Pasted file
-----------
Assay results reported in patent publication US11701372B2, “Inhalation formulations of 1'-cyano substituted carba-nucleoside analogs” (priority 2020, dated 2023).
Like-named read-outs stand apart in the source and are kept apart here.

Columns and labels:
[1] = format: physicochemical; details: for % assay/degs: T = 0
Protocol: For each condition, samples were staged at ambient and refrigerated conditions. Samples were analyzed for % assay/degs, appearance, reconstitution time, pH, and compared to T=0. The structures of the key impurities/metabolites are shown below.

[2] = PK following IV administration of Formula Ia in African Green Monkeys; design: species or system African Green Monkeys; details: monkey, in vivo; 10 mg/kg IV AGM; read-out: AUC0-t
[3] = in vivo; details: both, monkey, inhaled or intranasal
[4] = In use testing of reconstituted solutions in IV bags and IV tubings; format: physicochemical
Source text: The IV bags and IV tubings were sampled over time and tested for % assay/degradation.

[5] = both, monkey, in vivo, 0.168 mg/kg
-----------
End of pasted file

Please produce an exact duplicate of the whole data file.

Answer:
Assay results reported in patent publication US11701372B2, “Inhalation formulations of 1'-cyano substituted carba-nucleoside analogs” (priority 2020, dated 2023).
Like-named read-outs stand apart in the source and are kept apart here.

Columns and labels:
[1] = format: physicochemical; details: for % assay/degs: T = 0
Protocol: For each condition, samples were staged at ambient and refrigerated conditions. Samples were analyzed for % assay/degs, appearance, reconstitution time, pH, and compared to T=0. The structures of the key impurities/metabolites are shown below.

[2] = PK following IV administration of Formula Ia in African Green Monkeys; design: species or system African Green Monkeys; details: monkey, in vivo; 10 mg/kg IV AGM; read-out: AUC0-t
[3] = in vivo; details: both, monkey, inhaled or intranasal
[4] = In use testing of reconstituted solutions in IV bags and IV tubings; format: physicochemical
Source text: The IV bags and IV tubings were sampled over time and tested for % assay/degradation.

[5] = both, monkey, in vivo, 0.168 mg/kg